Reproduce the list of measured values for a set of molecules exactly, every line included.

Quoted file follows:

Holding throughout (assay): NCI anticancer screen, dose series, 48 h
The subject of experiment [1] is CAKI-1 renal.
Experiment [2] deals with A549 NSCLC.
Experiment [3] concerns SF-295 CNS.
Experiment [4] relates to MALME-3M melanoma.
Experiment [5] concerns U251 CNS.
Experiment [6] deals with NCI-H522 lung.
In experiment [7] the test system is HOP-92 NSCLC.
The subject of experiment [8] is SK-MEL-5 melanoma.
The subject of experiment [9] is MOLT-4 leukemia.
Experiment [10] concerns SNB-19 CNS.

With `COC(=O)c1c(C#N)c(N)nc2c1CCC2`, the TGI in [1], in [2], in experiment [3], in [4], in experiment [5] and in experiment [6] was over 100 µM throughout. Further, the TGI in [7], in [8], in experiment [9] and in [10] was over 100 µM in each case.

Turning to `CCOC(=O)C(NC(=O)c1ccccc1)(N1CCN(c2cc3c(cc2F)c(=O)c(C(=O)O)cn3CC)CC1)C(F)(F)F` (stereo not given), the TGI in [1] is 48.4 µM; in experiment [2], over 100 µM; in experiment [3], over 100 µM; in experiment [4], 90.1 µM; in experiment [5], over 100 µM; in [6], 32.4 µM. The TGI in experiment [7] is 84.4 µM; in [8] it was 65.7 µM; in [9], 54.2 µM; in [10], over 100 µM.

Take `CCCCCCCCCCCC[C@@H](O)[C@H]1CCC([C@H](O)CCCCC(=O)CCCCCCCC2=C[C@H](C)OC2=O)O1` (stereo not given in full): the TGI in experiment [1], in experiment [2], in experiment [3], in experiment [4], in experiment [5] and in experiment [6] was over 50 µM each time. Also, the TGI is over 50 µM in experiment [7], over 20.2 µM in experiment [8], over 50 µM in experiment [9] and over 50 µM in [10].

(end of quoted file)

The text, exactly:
Holding throughout (assay): NCI anticancer screen, dose series, 48 h
The subject of experiment [1] is CAKI-1 renal.
Experiment [2] deals with A549 NSCLC.
Experiment [3] concerns SF-295 CNS.
Experiment [4] relates to MALME-3M melanoma.
Experiment [5] concerns U251 CNS.
Experiment [6] deals with NCI-H522 lung.
In experiment [7] the test system is HOP-92 NSCLC.
The subject of experiment [8] is SK-MEL-5 melanoma.
The subject of experiment [9] is MOLT-4 leukemia.
Experiment [10] concerns SNB-19 CNS.

With `COC(=O)c1c(C#N)c(N)nc2c1CCC2`, the TGI in [1], in [2], in experiment [3], in [4], in experiment [5] and in experiment [6] was over 100 µM throughout. Further, the TGI in [7], in [8], in experiment [9] and in [10] was over 100 µM in each case.

Turning to `CCOC(=O)C(NC(=O)c1ccccc1)(N1CCN(c2cc3c(cc2F)c(=O)c(C(=O)O)cn3CC)CC1)C(F)(F)F` (stereo not given), the TGI in [1] is 48.4 µM; in experiment [2], over 100 µM; in experiment [3], over 100 µM; in experiment [4], 90.1 µM; in experiment [5], over 100 µM; in [6], 32.4 µM. The TGI in experiment [7] is 84.4 µM; in [8] it was 65.7 µM; in [9], 54.2 µM; in [10], over 100 µM.

Take `CCCCCCCCCCCC[C@@H](O)[C@H]1CCC([C@H](O)CCCCC(=O)CCCCCCCC2=C[C@H](C)OC2=O)O1` (stereo not given in full): the TGI in experiment [1], in experiment [2], in experiment [3], in experiment [4], in experiment [5] and in experiment [6] was over 50 µM each time. Also, the TGI is over 50 µM in experiment [7], over 20.2 µM in experiment [8], over 50 µM in experiment [9] and over 50 µM in [10].